Live-tweeting Sussmann-Durham trial, day one

Good morning from the E. Barrett Prettyman courthouse in Washington DC, where opening arguments are set to begin in the Sussmann-Durham case. Packed media room so will likely be plenty of people live tweeting.

One of the cybersecurity researchers who developed the Alfa Bank data and analysis and had been on the prosecutors witness list, Manos Antonakakis, has invoked Fifth Amendment so won’t testify, DeFilippis said. /2

DeFilippis wanted an FBI agent to talk about how the FBI wondered if DNS data was spoofed as part of its inquiry (reached no conclusion); judge rules it can’t get into that as part of his earlier ruling they can’t raise that spectre if no evidence Sussmann had reason to doubt. /3

After opening arguments, Marc Elias, Sussmann’s former partner at Perkins Coie and and the general counsel of the 2016 Hillary Clinton campaign, will testify today and there will likely be some discussion of Steele dossier materials. /4

Atmospheric note: Though it doesn’t look like he will talk, John Durham is at the prosecutorial table. Unfortunately can’t see him on the cc tv feed angle. (Being in media room means we can use laptops & be online, plus see faces of lawyers rather than backs of heads.) /5

Deborah Shaw, member of the Durham team, begins opening arguments. Tells the jury that Sussmann was a privileged lawyer with connections who lied about having no client in order to use the bureau as a political tool for his clients, Clinton campaign and a technology executive./6

Notable: while describing the night-before text in which Sussmann indisputably told Baker he was not coming on behalf of any client, Shaw says it was the alleged reiteration of that statement in person the next day that is the charged crime. /7

Shaw addresses “the elephant in the room” – tells jury their feelings about Russia, Trump, Clinton can’t play a role in the case. This is about “our FBI” which should not be used as a tool by anyone, Republicans or Democrats./8

Shaw says this was about a look a leak and a lie. Look – Joffe had researchers look for derogatory info about Trump and Russia in DNS data. Leak – Sussmann tried to get NYT to write about it. Lie – Sussmann brought it to FBI but lied about having no client. /9

Shaw tells jury the FBI knew Sussmann was representing Democrats they were the victim of a hack (contends if they knew he was allegedly repping campaign on Alfa Bank they might not have quickly met with him). She doesn’t tell them Russia the perpetrator of that hack. /10

Wrapping up she again calls Sussmann privileged because he could walk into FBI and get meeting with Baker. Whether Republican or Dem, whether love Trump or hate him, we should all agree that FBI should not be used for political ends, she says./11

Bosworth says Sussmann didn’t lie and wouldn’t. He worked alongside FBI, former prosecutor had a clearance. Joffe is no mere tech exec but global DNS expert, and FBI confidential informant. When Joffe brought him the info, he took it seriously./12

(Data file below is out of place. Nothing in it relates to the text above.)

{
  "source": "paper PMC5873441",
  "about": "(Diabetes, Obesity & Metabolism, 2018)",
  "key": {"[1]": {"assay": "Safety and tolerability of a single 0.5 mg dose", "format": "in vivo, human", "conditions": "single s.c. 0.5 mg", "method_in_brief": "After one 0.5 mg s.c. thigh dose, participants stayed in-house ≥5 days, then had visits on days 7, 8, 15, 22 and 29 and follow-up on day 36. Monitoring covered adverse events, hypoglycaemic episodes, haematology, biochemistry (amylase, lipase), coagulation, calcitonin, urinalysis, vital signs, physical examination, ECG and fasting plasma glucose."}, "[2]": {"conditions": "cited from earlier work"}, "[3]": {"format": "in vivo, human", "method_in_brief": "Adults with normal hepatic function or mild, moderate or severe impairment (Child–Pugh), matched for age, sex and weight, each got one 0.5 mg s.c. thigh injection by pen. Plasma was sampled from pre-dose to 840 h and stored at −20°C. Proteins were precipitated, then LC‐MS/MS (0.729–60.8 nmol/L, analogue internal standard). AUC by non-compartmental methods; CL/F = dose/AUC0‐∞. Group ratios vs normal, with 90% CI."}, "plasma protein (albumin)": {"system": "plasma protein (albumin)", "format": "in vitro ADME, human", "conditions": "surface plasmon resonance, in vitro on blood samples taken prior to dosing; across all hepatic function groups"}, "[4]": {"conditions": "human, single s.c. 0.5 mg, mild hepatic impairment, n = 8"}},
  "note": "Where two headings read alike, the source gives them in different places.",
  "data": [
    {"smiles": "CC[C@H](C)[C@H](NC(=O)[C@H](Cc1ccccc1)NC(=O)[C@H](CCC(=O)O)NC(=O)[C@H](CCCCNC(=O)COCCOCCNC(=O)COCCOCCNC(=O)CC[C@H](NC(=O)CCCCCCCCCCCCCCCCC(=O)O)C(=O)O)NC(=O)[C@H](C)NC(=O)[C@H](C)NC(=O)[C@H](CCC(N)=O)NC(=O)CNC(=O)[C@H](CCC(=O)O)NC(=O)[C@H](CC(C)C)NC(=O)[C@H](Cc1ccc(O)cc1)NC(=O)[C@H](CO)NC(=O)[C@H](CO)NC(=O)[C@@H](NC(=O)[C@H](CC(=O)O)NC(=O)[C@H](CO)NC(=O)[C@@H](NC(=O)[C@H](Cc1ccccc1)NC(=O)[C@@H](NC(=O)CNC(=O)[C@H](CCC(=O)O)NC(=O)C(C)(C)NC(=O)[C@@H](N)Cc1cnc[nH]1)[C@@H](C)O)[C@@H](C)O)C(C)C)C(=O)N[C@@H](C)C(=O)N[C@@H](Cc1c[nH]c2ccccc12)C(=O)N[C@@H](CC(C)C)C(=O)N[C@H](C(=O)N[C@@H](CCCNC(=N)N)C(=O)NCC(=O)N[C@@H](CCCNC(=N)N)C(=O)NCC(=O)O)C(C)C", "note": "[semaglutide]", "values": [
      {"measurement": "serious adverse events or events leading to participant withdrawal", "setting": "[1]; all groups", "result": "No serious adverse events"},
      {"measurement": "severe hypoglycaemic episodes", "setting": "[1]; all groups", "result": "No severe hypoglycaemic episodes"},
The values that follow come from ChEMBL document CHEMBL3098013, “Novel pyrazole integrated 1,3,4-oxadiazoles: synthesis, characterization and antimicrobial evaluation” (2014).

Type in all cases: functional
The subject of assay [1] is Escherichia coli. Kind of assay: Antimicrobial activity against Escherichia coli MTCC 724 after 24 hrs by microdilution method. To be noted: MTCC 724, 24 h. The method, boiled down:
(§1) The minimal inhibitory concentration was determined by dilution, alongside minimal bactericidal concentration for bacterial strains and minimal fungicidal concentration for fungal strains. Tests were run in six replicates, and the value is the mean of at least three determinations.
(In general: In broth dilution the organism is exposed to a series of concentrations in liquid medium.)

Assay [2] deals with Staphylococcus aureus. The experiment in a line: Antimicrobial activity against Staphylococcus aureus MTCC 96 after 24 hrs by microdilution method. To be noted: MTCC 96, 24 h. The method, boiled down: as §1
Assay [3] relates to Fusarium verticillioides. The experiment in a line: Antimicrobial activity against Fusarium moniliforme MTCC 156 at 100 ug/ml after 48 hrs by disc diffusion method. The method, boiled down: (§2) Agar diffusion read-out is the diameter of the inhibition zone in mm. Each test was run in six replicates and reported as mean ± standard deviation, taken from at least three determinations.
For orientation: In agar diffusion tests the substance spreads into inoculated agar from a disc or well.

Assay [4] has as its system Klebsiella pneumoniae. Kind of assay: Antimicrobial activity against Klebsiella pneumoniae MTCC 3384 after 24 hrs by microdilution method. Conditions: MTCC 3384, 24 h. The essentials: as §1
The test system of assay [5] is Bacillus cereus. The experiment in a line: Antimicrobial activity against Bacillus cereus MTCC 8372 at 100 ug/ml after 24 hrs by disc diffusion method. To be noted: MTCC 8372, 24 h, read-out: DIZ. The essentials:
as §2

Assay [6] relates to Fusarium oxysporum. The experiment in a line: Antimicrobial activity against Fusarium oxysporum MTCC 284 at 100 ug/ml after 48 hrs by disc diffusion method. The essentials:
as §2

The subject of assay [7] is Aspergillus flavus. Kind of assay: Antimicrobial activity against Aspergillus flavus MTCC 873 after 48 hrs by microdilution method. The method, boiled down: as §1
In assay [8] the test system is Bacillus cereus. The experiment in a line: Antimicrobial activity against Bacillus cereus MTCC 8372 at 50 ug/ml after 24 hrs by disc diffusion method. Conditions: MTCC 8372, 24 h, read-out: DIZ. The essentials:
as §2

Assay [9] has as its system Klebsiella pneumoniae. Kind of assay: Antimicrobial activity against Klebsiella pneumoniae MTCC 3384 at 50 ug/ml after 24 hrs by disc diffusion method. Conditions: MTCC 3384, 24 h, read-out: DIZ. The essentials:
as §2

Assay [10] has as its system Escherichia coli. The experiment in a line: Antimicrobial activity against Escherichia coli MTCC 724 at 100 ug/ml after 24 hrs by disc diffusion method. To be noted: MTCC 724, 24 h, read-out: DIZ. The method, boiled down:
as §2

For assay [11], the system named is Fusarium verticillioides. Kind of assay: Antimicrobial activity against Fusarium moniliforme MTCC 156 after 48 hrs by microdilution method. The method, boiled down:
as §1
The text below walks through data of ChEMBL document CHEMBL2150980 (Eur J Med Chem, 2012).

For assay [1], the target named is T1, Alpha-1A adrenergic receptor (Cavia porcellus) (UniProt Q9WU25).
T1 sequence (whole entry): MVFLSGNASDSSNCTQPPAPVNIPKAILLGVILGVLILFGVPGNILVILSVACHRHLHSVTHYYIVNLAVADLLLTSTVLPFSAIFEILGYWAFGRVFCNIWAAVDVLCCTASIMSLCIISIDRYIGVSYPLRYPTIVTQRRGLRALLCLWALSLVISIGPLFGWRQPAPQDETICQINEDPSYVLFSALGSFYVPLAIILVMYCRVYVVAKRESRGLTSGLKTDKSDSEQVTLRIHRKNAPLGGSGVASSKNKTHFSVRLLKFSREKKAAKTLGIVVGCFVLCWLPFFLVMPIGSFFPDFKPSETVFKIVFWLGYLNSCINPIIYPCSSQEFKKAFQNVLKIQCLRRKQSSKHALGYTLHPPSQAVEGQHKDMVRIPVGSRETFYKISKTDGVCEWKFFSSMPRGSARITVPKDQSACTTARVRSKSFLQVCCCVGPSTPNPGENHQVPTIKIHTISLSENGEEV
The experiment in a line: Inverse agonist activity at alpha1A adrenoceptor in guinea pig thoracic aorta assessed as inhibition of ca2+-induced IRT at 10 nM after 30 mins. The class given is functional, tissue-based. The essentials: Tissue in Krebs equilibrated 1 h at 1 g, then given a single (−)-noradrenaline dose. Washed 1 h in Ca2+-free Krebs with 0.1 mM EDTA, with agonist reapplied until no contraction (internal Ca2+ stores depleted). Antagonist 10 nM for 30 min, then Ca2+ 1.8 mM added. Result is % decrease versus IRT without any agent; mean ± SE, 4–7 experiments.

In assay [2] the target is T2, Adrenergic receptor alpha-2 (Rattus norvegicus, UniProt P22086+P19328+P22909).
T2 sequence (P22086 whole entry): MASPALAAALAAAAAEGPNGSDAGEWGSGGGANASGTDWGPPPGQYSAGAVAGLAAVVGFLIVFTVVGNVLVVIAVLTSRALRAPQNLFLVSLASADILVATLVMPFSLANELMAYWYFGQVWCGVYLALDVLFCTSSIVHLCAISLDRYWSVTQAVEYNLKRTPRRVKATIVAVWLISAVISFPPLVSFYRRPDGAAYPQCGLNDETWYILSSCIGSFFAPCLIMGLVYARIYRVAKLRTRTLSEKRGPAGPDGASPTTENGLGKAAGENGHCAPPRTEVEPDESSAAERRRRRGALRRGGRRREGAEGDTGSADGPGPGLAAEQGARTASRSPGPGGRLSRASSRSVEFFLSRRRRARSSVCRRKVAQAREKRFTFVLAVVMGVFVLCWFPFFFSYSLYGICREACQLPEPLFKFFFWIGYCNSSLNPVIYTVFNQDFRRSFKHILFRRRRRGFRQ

Bosworth says was a time when questions about Trump’s connections to Russia were swirling. The plan was to take this new weird thing public and they took it to NYT. That’s what campaign wanted, get article that hurts Trump and helps them. Campaign didn’t want FBI meeting./13

Bosworth says Sussmann wanted to give the FBI heads up so they wouldn’t be caught flat footed when article came out, and FBI shut down the article. So govt theory is nonsensical./14

Bosworth emphasizing the Russian hack of DNC Sussmann got hired for. Says Sussmann not involved in analysis of the Alfa Bank data, didn’t know about spam server, not in position to understand “gobbledygoop” of DNS data. /15

A key factual/interpretive thing comes into view: Shaw said Sussmann went to FBI bc frustrated NYT was delaying the story – to sex it up and create urgency. Bosworth says Sussmann believed story’s publication was imminent when went to FBI – to give heads up of what was coming./16

After talking about subsequent calls that week between Baker and Sussmann, Bosworth talks about Baker’s bad memory, has testified different things at different times. The March 2017 meeting notes discussing client. “That’s reasonable doubt if there ever was.” /17

Bosworth tries to poke other holes. Sussmann was the last lawyer Dems would have sent if trying to conceal since FBI knew he was a Dem/DNC/campaign lawyer. Campaign didn’t direct or want him there; Joffe gained nothing. Source didn’t matter anyway; FBI didn’t even ask./18

Bosworth wraps up. 20 minute break./19

First prosecution witness, FBI supervisory special agent David Martin, is sworn in. He is cyber crime specialist. Shaw is walking through his background and experience./20

Martin is explaining to the jury what DNS data is, laying out some basic background. I’m not going to live tweet much of this part./21

Shaw wraps up a dry Q&A with Martin on topics like DNS data and recursive servers and Tor exit nodes. Bosworth opens by getting him Martin to agree that this complicated stuff that has taken him a lot of education and training to become an expert in./22

Starting with the premise that DNS data doesn’t tell you for sure whether a computer actually communicated with another one, he gets Martin to agree that to actually find out if it happened, you’d need steps like search warrants, subpoenas — i.e. stuff FBI can do./23